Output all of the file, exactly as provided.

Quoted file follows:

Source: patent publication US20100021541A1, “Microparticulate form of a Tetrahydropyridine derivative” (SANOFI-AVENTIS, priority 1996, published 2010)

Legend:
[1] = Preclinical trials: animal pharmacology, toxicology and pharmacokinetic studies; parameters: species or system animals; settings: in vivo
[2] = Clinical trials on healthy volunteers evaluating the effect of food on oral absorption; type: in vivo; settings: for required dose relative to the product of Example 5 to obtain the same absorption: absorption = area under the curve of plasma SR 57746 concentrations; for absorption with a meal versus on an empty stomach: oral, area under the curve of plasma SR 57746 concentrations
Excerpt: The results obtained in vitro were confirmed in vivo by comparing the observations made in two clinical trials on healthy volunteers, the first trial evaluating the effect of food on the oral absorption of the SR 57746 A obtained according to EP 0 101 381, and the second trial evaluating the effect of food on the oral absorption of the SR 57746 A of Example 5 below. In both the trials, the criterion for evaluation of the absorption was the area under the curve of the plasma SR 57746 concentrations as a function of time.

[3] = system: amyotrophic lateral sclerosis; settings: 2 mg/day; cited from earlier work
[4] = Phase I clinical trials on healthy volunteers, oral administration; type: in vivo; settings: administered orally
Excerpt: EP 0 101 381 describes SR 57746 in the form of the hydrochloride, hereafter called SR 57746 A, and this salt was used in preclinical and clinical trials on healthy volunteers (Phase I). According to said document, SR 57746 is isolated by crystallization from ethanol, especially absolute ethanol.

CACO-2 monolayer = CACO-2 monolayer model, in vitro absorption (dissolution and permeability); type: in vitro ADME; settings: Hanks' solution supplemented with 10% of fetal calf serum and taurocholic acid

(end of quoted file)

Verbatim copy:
Source: patent publication US20100021541A1, “Microparticulate form of a Tetrahydropyridine derivative” (SANOFI-AVENTIS, priority 1996, published 2010)

Legend:
[1] = Preclinical trials: animal pharmacology, toxicology and pharmacokinetic studies; parameters: species or system animals; settings: in vivo
[2] = Clinical trials on healthy volunteers evaluating the effect of food on oral absorption; type: in vivo; settings: for required dose relative to the product of Example 5 to obtain the same absorption: absorption = area under the curve of plasma SR 57746 concentrations; for absorption with a meal versus on an empty stomach: oral, area under the curve of plasma SR 57746 concentrations
Excerpt: The results obtained in vitro were confirmed in vivo by comparing the observations made in two clinical trials on healthy volunteers, the first trial evaluating the effect of food on the oral absorption of the SR 57746 A obtained according to EP 0 101 381, and the second trial evaluating the effect of food on the oral absorption of the SR 57746 A of Example 5 below. In both the trials, the criterion for evaluation of the absorption was the area under the curve of the plasma SR 57746 concentrations as a function of time.

[3] = system: amyotrophic lateral sclerosis; settings: 2 mg/day; cited from earlier work
[4] = Phase I clinical trials on healthy volunteers, oral administration; type: in vivo; settings: administered orally
Excerpt: EP 0 101 381 describes SR 57746 in the form of the hydrochloride, hereafter called SR 57746 A, and this salt was used in preclinical and clinical trials on healthy volunteers (Phase I). According to said document, SR 57746 is isolated by crystallization from ethanol, especially absolute ethanol.

CACO-2 monolayer = CACO-2 monolayer model, in vitro absorption (dissolution and permeability); type: in vitro ADME; settings: Hanks' solution supplemented with 10% of fetal calf serum and taurocholic acid